Preserving foods has been going on for thousands of years in different forms to keep our food from spoiling. One of the main ways is to pickle your food, which not only preserves the food for later use, but can change the taste and texture of it. Pickling is usually done one of two ways, either by using a salt brine or by using vinegar. The salt brine version is usually used on things such as the Korean Kimchi and the vinegar version is used for kosher cucumber pickles.
Almost anything can be pickled such as cucumbers (pickles), tomatoes, peppers, cabbage, lemons, olives, fish (pickled herring), eggs, watermelon, nuts, beef (corned beef) and chili peppers just to name a few!
When using a recipe for pickling don’t alter the food, water or vinegar. They are those amounts for a reason, so that acidity in the pickling will be to the right amount to keep the minimum level high enough throughout so to keep bad bacteria from growing.
Some basics to live by when pickling is to use a canning or pickling salt to keep your brine from becoming cloudy and your pickles turning dark, but if that doesn‘t matter to you table salt will work if you cannot get pickling salt. An alternative to pickling salt would be kosher salt, but instead of measuring volume (cups or milliliters) measure in weight (grams or ounces). It’s also suggested not to use corn syrup or honey unless a recipe calls for it when pickling. Instead use white or brown sugar. White distilled is usually the type of vinegar you want to use while pickling. This helps keep the veggies and fruits from turning a dark color.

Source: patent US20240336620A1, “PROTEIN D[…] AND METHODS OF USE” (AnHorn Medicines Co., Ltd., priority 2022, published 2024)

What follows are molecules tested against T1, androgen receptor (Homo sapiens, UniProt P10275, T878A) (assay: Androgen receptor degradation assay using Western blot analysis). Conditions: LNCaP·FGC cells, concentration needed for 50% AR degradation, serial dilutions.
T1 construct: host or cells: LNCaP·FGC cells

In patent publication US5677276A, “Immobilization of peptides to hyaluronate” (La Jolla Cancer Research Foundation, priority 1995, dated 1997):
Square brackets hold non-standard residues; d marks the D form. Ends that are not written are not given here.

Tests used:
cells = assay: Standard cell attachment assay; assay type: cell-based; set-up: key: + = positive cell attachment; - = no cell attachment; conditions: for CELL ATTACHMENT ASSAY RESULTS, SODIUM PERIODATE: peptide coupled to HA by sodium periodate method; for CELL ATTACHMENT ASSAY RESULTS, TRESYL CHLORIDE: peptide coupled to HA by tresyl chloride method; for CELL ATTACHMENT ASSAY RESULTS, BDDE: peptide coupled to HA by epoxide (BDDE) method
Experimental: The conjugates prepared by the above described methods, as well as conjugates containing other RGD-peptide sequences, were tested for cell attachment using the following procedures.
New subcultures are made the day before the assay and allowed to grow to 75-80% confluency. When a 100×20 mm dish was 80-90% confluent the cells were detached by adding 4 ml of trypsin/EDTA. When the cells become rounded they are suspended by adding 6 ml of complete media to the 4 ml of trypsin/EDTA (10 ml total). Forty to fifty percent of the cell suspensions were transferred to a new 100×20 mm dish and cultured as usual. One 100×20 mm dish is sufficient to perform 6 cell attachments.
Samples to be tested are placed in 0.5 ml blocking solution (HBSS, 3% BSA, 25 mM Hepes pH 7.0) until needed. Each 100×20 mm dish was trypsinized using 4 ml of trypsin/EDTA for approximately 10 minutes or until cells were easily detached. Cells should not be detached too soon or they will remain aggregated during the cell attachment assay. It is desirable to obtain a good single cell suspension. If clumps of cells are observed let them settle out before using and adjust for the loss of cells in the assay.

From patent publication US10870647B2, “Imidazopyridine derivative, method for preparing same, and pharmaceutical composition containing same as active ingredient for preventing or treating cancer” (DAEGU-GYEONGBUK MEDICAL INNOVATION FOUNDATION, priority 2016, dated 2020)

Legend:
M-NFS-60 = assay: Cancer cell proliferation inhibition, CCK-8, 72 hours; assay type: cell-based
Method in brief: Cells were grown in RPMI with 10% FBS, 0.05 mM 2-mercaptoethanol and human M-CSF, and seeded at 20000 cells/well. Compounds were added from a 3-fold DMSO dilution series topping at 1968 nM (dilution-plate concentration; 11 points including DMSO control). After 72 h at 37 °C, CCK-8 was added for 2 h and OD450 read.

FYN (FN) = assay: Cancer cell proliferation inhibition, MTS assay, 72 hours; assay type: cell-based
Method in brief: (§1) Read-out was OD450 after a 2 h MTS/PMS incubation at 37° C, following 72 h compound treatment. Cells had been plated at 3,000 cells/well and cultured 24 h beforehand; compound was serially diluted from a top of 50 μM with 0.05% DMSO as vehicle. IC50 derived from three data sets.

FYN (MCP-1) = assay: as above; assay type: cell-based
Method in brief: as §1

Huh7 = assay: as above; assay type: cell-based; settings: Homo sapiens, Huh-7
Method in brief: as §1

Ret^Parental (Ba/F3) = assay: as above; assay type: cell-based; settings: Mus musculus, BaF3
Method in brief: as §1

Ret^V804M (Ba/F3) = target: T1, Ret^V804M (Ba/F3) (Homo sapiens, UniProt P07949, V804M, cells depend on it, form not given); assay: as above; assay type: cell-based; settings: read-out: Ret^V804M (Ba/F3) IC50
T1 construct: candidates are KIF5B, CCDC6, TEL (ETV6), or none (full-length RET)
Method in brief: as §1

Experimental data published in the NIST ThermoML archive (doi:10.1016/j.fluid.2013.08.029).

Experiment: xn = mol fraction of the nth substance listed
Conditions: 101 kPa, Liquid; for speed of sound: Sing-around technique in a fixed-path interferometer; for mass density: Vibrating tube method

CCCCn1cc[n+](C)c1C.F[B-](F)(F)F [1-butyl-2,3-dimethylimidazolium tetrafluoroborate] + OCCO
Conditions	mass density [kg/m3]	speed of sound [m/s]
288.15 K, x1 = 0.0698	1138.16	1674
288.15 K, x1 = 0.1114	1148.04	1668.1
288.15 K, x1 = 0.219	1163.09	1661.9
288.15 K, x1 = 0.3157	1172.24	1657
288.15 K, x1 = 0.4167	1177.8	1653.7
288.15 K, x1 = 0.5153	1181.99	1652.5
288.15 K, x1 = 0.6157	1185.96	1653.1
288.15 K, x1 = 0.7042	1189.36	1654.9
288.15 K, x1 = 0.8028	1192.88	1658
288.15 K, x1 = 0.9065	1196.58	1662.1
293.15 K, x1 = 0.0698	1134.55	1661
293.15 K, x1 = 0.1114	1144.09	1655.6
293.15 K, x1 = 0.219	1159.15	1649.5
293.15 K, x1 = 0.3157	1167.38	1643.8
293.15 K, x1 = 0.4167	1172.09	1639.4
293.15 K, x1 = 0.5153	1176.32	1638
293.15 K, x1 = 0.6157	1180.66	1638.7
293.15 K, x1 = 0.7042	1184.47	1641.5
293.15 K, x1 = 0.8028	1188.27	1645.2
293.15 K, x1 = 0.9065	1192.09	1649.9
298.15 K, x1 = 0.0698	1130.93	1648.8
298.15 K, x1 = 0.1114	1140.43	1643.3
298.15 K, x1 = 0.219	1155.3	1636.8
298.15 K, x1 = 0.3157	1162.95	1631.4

Now on to the fun stuff!
Choose your food and get your ingredients for your recipe. You also will need canning jars with the lids and bands (the part that screws the lids down onto the jar) and a large pot that is deep enough that you can place the jars in and cover them with an inch of water.
Make sure to have either a rack that can be placed in the bottom of the pot for the jars to sit on or a thick towel that can keep your jars from touching the bottom of the pot. This keeps the jars from possibly cracking from too much heat. There are also commercial canning supplies that can be used, but not everyone can afford all the extras.
Make sure everything is washed in hot soapy water and rinsed thoroughly. Keep the jars in hot water until ready to use. The lids should be simmered in hot water until ready to be used. The bands should be dried and put to the side on a clean towel.
Fill the jars (hot) with the pickling food and leave about ½ inch from the top. Make sure there is no air bubbles in the food by using a flat utensil and running it around the jar sides. Wipe the rim with a clean cloth to remove any excess food from the edge and place the lid on the jar with the sealing compound and screw the band on top but not too tightly.
Place each of the jars into the pot of boiling water one at a time (this is where the processing begins). Be careful not to overcrowd the pot, as the boiling water can cause the jars to clank together and crack or break. Make sure that there is about 1 inch of water above the jars, don’t use cold water when adding extra water, use boiling water. Bring the water up to a boil and then reduce it to a light rolling boil and place a lid on top and allow it to boil for the processing time.
When the canning portion is done gently remove the jars from the pot and let sit for 8 – 10 hours. The lid should be concave (dip in the middle). You can push down on the middle and if it makes a noise or moves down, it’s not sealed properly and should be refrigerated and used in a couple of weeks tops.
This video shows a water bath canning method, which is what was described above.